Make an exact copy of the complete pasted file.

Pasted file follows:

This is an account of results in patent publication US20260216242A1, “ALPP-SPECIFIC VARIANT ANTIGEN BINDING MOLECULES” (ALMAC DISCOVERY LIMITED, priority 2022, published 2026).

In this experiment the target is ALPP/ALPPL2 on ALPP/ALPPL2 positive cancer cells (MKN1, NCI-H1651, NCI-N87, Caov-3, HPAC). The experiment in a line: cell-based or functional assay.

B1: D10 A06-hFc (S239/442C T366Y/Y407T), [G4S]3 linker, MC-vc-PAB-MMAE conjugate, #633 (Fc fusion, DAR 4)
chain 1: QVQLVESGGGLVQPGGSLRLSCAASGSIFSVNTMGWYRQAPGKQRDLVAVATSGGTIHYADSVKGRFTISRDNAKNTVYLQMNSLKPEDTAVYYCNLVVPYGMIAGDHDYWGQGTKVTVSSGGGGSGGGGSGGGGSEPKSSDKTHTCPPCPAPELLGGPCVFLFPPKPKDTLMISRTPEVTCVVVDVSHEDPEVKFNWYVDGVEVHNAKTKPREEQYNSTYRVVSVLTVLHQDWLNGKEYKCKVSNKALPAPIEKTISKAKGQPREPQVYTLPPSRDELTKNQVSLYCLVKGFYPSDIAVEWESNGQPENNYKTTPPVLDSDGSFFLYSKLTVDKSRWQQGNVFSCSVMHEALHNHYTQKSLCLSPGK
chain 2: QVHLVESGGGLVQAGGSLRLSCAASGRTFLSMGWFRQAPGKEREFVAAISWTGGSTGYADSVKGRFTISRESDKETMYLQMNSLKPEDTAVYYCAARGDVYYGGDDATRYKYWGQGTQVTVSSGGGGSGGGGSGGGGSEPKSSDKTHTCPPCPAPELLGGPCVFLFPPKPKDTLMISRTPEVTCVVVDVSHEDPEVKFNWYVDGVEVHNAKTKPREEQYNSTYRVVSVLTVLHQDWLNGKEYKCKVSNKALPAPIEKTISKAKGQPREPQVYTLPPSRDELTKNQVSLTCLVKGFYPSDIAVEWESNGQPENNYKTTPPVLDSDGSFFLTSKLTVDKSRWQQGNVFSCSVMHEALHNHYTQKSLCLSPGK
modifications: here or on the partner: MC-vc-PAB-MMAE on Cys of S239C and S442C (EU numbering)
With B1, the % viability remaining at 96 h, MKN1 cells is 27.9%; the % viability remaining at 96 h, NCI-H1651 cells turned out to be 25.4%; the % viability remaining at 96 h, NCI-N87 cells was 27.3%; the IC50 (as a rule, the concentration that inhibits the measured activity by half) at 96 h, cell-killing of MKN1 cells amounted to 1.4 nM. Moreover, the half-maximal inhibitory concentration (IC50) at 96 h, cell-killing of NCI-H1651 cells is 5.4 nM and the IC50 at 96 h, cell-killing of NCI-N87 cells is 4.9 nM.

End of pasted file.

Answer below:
This is an account of results in patent publication US20260216242A1, “ALPP-SPECIFIC VARIANT ANTIGEN BINDING MOLECULES” (ALMAC DISCOVERY LIMITED, priority 2022, published 2026).

In this experiment the target is ALPP/ALPPL2 on ALPP/ALPPL2 positive cancer cells (MKN1, NCI-H1651, NCI-N87, Caov-3, HPAC). The experiment in a line: cell-based or functional assay.

B1: D10 A06-hFc (S239/442C T366Y/Y407T), [G4S]3 linker, MC-vc-PAB-MMAE conjugate, #633 (Fc fusion, DAR 4)
chain 1: QVQLVESGGGLVQPGGSLRLSCAASGSIFSVNTMGWYRQAPGKQRDLVAVATSGGTIHYADSVKGRFTISRDNAKNTVYLQMNSLKPEDTAVYYCNLVVPYGMIAGDHDYWGQGTKVTVSSGGGGSGGGGSGGGGSEPKSSDKTHTCPPCPAPELLGGPCVFLFPPKPKDTLMISRTPEVTCVVVDVSHEDPEVKFNWYVDGVEVHNAKTKPREEQYNSTYRVVSVLTVLHQDWLNGKEYKCKVSNKALPAPIEKTISKAKGQPREPQVYTLPPSRDELTKNQVSLYCLVKGFYPSDIAVEWESNGQPENNYKTTPPVLDSDGSFFLYSKLTVDKSRWQQGNVFSCSVMHEALHNHYTQKSLCLSPGK
chain 2: QVHLVESGGGLVQAGGSLRLSCAASGRTFLSMGWFRQAPGKEREFVAAISWTGGSTGYADSVKGRFTISRESDKETMYLQMNSLKPEDTAVYYCAARGDVYYGGDDATRYKYWGQGTQVTVSSGGGGSGGGGSGGGGSEPKSSDKTHTCPPCPAPELLGGPCVFLFPPKPKDTLMISRTPEVTCVVVDVSHEDPEVKFNWYVDGVEVHNAKTKPREEQYNSTYRVVSVLTVLHQDWLNGKEYKCKVSNKALPAPIEKTISKAKGQPREPQVYTLPPSRDELTKNQVSLTCLVKGFYPSDIAVEWESNGQPENNYKTTPPVLDSDGSFFLTSKLTVDKSRWQQGNVFSCSVMHEALHNHYTQKSLCLSPGK
modifications: here or on the partner: MC-vc-PAB-MMAE on Cys of S239C and S442C (EU numbering)
With B1, the % viability remaining at 96 h, MKN1 cells is 27.9%; the % viability remaining at 96 h, NCI-H1651 cells turned out to be 25.4%; the % viability remaining at 96 h, NCI-N87 cells was 27.3%; the IC50 (as a rule, the concentration that inhibits the measured activity by half) at 96 h, cell-killing of MKN1 cells amounted to 1.4 nM. Moreover, the half-maximal inhibitory concentration (IC50) at 96 h, cell-killing of NCI-H1651 cells is 5.4 nM and the IC50 at 96 h, cell-killing of NCI-N87 cells is 4.9 nM.